What is "Fair and Equitable" in Personal Property Division?
Minnesota, like a majority of states, divides property in divorce according to a system of "equitable distribution." This means that marital property isn't necessarily split exactly equally between a divorcing husband and wife, but divided in a way that would be equitable, or fair. (A minority of states, including California, are "community property states" in which all property acquired during the marriage is divided fifty-fifty.)
In practice, "equitable" does turn out to mean nearly equal in many cases. But while "equal" is a mathematical concept, "equitable" is a bit more nebulous, something of a judgment call. So exactly how do Minnesota courts determine what is fair and equitable when it comes time to divide a couple's property?
How Minnesota Courts Equitably Divide Property
You and your spouse may have very different notions of what would be "fair and equitable" in your marital property division! When we are talking about a property division here, we don't necessarily mean who gets the pots and pans . We are talking about the division of the financial assets and liabilities of the parties. As noted above, an equitable division of marital property is often, though not always, close to equal. After all, what is the easiest way to divide a dollar? Depending on the circumstances, it may be very unequal. Here are some of the things that Minnesota courts consider when dividing property in a divorce:
- the length of the marriage
- any prior marriage of a party
- the age, health, station, occupation, amount and sources of income, vocational skills and employability of each party
- the estate, liabilities, needs, opportunity for future acquisition of capital assets, and income of each party
- the contribution of a spouse to the acquisition, preservation, depreciation or appreciation in the amount or value of the marital property, as well as the contribution of a spouse as a homemaker.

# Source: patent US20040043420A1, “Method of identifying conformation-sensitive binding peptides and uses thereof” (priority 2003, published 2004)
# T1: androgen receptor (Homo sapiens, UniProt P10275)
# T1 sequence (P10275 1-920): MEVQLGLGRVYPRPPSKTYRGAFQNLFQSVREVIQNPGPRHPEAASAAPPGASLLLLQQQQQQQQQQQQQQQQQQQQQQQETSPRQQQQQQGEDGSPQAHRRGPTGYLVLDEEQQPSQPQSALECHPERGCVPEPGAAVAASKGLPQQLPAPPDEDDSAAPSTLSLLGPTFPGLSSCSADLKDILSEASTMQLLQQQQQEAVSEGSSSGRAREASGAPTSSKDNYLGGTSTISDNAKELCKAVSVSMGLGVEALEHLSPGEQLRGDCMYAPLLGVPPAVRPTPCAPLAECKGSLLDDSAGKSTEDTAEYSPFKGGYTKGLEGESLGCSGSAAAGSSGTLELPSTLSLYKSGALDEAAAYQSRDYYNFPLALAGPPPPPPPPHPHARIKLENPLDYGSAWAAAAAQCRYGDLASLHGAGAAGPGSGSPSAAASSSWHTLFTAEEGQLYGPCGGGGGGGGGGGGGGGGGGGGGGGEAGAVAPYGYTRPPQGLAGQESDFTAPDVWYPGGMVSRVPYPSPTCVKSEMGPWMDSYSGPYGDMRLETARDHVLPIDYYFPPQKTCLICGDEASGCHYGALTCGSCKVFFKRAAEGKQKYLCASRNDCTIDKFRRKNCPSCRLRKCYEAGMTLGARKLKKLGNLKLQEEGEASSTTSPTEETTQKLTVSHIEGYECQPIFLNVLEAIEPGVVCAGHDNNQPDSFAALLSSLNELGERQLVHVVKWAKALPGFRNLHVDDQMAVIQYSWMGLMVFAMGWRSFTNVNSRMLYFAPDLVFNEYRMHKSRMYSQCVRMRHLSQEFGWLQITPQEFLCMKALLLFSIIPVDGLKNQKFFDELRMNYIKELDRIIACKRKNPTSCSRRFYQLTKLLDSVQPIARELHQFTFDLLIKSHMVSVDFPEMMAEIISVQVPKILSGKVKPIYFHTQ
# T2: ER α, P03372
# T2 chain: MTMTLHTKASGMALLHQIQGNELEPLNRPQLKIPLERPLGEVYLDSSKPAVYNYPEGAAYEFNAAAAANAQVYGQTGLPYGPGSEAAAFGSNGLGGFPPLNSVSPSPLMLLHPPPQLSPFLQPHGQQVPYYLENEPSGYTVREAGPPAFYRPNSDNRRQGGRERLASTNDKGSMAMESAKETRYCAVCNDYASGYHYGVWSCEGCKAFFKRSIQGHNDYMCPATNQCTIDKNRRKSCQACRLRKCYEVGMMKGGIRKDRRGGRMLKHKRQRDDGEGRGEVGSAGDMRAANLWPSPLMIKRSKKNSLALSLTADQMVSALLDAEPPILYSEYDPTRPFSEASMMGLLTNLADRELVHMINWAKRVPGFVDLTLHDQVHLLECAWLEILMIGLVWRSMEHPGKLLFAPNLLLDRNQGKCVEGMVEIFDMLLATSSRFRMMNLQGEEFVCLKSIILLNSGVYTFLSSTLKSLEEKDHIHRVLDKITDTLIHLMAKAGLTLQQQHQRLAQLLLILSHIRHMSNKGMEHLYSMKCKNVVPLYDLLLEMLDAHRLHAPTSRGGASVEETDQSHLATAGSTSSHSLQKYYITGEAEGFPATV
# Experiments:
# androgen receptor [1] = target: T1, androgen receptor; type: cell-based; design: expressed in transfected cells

Minnesota courts make a presumption that both spouses contributed in a substantial way to the acquisition of property and income during the marriage. So even if one spouse is a highly-paid corporate executive who works 70 hour weeks, and the other is a stay-at-home parent, the fact that only one party brought home a paycheck will not have a negative impact on the other party when it comes to property division.
How Your Attorney Impacts Your Minnesota Property Division
The attorney you choose for your divorce can have a significant impact on your ultimate division of property. An experienced and knowledgeable attorney can help you reach settlement with your spouse, so that the question of property division never even comes before a judge. Settlement can be a good thing for a number of reasons. First and foremost, spending time fighting over property drives up your legal fees and those of your spouse—leaving fewer assets to divide between you.
Reaching settlement also means that you and your spouse have more input into what property each of you receive, and how property division is structured. Should it be necessary to go to trial on the issue of property division, an experienced Minnesota family law attorney will understand how to persuasively present the facts to the court so that it will arrive at a property division that meets your needs.
If you and your spouse have accumulated a significant marital estate, you will want to be sure to have an attorney experienced in representing clients in high net worth divorces. Similarly, if your marital estate includes a business, you need to have an attorney familiar with the intricacies of property division and divorce for business owners.
To learn more about Minnesota property division in divorce, and how the law applies to your particular situation, contact Mundahl Law to schedule a consultation. We look forward to answering your questions.